Patrick hosts joint medical readiness exercise

  • Published
  • By 1st Lt Leslie Forshaw
  • 920th Rescue Wing Public Affairs
More than 200 Air Force reservists from the 920th Rescue Wing here participated in MEDBEACH 2015, a joint-service medical readiness exercise July 9-12 to prepare rescue Airmen for real-world wartime emergencies.

The 920th Aeromedical Staging Squadron conducted the exercise to prepare medical personnel for deployments by providing realistic scenarios that they may see during a wartime situation. The exercise also provided reservists an opportunity to work hand-in-hand with their active duty Air Force, Air National Guard and Army counterparts.

"Airmen, especially the new ones, need to know, or have an inkling of what's going on before they get there ," said Lt Col. Manuel Gonzalez, 920th ASTS assistant chief nurse.

MEDBEACH 2015 is designed not only to provide realistic training, but do it on a budget that saves taxpayers up to $1 million by having it locally.

The exercise started with training on electronic medical records management and round-tables teaching how to coordinate medical staging while overseas. The exercise also included scenarios to incorporate exercise requirements of mass causality, natural disaster, disease containment, and chemical, biologic, radiologic, nuclear and explosive warfare.

"We have to make sure this information is not only passed on, but updated as new people come in and out and the times change," Gonzalez said.

A C-17 Globemaster III and C-130/H rescue aircraft were flown in to provide a staging platform for the 'meat and potatoes' of the exercise - stabilization and transport of battlefield-injured service members. This part of the exercise not only addressed the medical aspect of the patient transport, but provided the perfect opportunity for the ASTS Airmen to train together.

"It creates a cohesive unit," said Maj. Stephen Grant, 920th ASTS training coordinator. "By completing these drills in as a realistic situation possible, it creates investments in each other; we know how each other work and it builds on the wingman concept. We train together and go to war together."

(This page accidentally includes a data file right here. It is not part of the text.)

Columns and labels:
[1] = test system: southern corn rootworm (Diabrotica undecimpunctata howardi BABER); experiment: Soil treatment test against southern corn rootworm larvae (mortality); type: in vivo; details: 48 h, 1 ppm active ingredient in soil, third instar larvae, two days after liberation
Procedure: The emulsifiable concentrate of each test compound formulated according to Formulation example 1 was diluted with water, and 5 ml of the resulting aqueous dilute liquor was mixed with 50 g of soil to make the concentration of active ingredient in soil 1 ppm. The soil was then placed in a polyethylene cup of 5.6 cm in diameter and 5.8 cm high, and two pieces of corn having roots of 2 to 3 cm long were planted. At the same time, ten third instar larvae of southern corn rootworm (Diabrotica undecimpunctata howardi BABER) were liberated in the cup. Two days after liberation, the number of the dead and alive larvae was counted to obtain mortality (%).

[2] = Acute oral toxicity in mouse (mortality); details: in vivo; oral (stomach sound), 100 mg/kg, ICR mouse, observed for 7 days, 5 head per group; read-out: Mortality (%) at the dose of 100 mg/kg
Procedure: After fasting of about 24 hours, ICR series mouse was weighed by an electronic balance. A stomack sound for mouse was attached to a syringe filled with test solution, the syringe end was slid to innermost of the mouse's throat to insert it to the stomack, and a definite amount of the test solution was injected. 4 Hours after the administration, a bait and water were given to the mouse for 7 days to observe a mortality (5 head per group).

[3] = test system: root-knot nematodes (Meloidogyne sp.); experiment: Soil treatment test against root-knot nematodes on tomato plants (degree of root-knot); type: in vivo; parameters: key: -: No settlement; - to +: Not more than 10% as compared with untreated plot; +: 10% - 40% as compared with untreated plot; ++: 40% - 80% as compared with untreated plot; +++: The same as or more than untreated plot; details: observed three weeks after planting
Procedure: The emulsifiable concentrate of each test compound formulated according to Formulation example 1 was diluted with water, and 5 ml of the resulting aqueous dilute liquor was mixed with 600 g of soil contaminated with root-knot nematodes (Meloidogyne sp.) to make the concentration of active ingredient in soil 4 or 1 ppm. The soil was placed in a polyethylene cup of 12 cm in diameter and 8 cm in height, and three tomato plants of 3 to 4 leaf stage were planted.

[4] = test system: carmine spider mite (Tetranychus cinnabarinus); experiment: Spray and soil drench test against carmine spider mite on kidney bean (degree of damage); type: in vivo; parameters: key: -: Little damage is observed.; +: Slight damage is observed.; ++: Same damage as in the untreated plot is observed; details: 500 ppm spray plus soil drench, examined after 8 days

These drills are essential to getting an injured service member off of the battlefield, determining what care is needed and then getting that patient either back to the United States, or patched up to get back to duty, said Gonzalez.

There are certain steps taken during wartime injuries, and Rescue Airmen play a vital role in getting these injured patients the care they need. From the time of injury, it's a mad rush to get that patient off the battlefield and to the care they desperately need as fast as possible.

The minute the service member is injured, first aid is administered on site, while a call for help is dispatched to the nearest rescue facility. Then, a recovery unit is sent to pick up the patient - usually a rescue helicopter - and take them to the closest combat hospital where they are evaluated by ASTS to determine their medical needs.

Depending on that outcome they are sent back to the U.S. for continuing care, or back to duty.

The survival rate is more than 90 percent due to efficient patient movement system, Grant said. But due to fiscal constraints and limited manpower, it can be a challenge to keep medical Airmen trained on the latest and greatest.

"New people coming in are getting less and less opportunity to train due to budget constraints," said Senior Master Sgt. Tony James, 920th ASTS superintendent of operations. "We have to download this information to them."

This type of training allows not only the hands-on capabilities, like simulated injured Airmen needing medical care, to coordination of flights, but keeping accountability for patients and fellow medical personnel, said Staff Sgt. Brent Wilkins, 920th ASTS noncommissioned officer in charge of seasonal training for new Airmen.

"This exercise will get those Airmen ready to hit the ground running when deployed," Wilkins said.

Participation in this exercise prepares Airmen for their future deployments and it also comes with a certification for continuing credit hours for most medical or nursing school programs if an Airman is enrolled in school, Grant said.

Overseas, especially during war, it is not unusual to be working with members of another branch of service. When it comes to saving lives, service branch does not matter.

"No one has ever asked me what branch of service or what rank I am," said Grant. "We are a team; a team saving lives."

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